With the nationwide legalization of same-sex marriage, a jump in concerns about religious freedom and an overall secularization of Americans’ views, 2015 was a year of increasing anxiety among people of faith. Barna conducts tens of thousands of interviews every year, and we’ve compiled our top 10 findings and trends from a vast array of research conducted in the past 12 months:
1. Legal Same-Sex Marriage Reveals Cultural Fault Lines
On June 26, 2015, the U.S. Supreme Court ruled to legalize same-sex marriage in all 50 states. This landmark decision was met with both celebration and sorrow as Americans on both sides of the issue voiced their opinions. A Barna study conducted in the wake of the ruling revealed nine key findings, including deep divisions that persist among the American population.
For example, active, practicing faith is more of a factor than either age or religious self-identification when it comes to supporting or opposing the Supreme Court’s decision. Just one-third of practicing Christians under the age of 40 (35%) favor the ruling, compared with three-quarters of non-practicing Christians under 40 (73%). Yet there is only a nine-point gap between younger and older practicing Christians (26%).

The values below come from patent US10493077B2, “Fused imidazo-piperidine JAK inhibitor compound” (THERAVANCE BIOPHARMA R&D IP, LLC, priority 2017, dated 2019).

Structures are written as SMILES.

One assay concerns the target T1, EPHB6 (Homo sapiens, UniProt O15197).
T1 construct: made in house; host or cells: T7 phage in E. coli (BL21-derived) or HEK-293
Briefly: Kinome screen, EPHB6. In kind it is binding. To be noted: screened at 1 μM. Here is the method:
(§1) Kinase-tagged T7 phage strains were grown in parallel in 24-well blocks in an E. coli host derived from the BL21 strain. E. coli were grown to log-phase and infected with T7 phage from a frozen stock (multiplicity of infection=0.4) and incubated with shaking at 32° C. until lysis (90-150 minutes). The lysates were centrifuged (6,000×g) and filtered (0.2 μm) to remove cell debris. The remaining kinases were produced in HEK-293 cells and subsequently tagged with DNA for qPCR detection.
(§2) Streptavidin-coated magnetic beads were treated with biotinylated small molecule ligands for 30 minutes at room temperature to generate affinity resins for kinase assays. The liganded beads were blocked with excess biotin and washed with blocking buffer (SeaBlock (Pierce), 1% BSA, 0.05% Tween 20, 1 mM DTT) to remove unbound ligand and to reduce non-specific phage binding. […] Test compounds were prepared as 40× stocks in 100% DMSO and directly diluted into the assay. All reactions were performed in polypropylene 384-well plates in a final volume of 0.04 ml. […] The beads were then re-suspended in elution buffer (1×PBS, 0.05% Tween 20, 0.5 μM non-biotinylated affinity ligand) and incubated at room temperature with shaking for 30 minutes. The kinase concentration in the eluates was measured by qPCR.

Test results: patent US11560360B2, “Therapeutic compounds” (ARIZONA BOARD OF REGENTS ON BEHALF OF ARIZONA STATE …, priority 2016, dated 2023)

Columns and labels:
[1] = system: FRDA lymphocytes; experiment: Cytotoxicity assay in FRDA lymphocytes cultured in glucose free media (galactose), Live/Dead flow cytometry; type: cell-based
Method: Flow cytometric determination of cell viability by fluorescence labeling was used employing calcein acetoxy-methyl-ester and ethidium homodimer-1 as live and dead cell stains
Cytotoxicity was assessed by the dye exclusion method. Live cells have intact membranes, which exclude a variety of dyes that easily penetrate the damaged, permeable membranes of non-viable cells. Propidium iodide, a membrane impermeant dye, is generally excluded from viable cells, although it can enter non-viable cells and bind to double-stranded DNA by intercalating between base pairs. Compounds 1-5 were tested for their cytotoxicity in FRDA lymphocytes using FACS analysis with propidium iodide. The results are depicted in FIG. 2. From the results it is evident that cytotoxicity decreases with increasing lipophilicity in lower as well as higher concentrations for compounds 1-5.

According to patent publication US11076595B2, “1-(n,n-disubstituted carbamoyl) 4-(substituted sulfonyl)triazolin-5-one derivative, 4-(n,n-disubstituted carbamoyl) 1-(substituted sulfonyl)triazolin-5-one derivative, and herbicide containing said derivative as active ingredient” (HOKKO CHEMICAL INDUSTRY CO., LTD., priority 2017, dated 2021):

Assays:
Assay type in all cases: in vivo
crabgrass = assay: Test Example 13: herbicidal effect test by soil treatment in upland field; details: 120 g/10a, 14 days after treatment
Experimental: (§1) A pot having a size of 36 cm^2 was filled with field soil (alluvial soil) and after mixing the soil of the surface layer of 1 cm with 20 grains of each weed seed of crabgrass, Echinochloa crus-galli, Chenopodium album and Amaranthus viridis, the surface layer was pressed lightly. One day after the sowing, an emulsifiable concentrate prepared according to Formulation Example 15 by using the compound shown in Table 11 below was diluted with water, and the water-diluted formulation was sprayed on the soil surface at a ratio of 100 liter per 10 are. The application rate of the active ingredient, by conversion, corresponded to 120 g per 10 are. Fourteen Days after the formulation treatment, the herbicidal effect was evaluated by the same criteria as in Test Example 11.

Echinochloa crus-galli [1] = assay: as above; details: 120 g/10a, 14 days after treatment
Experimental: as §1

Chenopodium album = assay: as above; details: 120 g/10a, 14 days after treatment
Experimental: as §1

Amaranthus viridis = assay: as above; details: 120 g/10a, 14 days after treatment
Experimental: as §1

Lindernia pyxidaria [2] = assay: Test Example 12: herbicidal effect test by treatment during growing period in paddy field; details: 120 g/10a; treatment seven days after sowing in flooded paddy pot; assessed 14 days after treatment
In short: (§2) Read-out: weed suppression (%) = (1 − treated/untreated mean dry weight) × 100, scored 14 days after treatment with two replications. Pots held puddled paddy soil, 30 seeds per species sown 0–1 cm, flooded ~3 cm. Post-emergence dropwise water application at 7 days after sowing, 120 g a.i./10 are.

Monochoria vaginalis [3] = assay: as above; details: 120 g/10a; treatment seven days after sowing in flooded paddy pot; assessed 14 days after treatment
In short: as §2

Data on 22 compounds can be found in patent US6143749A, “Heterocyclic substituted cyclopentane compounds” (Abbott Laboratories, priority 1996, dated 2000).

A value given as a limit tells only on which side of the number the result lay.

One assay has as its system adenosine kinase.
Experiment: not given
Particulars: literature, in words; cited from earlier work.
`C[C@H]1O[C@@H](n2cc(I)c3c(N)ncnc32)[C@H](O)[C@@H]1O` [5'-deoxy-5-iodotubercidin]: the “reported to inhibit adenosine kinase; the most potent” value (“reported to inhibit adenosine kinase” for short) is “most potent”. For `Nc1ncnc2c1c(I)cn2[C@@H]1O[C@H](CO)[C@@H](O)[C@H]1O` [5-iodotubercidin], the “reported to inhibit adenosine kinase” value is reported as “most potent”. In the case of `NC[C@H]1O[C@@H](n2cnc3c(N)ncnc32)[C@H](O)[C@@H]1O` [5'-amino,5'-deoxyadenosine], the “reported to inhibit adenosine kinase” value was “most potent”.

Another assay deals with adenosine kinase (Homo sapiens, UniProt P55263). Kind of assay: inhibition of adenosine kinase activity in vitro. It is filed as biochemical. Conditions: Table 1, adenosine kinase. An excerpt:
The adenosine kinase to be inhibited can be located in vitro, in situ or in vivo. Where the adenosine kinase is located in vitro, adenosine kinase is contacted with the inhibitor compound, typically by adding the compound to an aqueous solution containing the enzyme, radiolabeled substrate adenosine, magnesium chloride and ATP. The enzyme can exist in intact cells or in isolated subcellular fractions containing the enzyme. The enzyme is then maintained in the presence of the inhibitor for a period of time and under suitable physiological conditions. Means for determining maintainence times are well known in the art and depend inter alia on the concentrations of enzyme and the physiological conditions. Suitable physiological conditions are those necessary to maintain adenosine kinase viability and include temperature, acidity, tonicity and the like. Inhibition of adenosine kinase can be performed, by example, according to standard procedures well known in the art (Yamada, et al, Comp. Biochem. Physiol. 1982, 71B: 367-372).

2. Concerns About Religious Freedom Are Growing
With the Supreme Court’s Obergefell decision, millions of Americans were eager to know the potential impacts of the ruling on religious liberty. A Barna tracking survey of U.S. adults, first conducted in 2012 and repeated in 2015, showed a sharp rise in concern about freedom of conscience across the demographic board.
In 2012, one-third of Americans believed “religious freedom in the U.S. has grown worse in the past 10 years” (33%). By 2015, that number grew to four in 10 (41%). As might be expected, religious Americans are more likely to express anxiety over the state of religious freedom in the nation. For example, more than three-quarters of evangelicals—a group Barna defines according to their stance on a number of theological beliefs, outlined at end of this article—say religious liberty is worse off today (77%), compared to 60 percent in 2012. Yet even among atheists, agnostics and the religiously unaffiliated, concern about this issue has grown—from 23 percent in 2012 to 32 percent in 2015.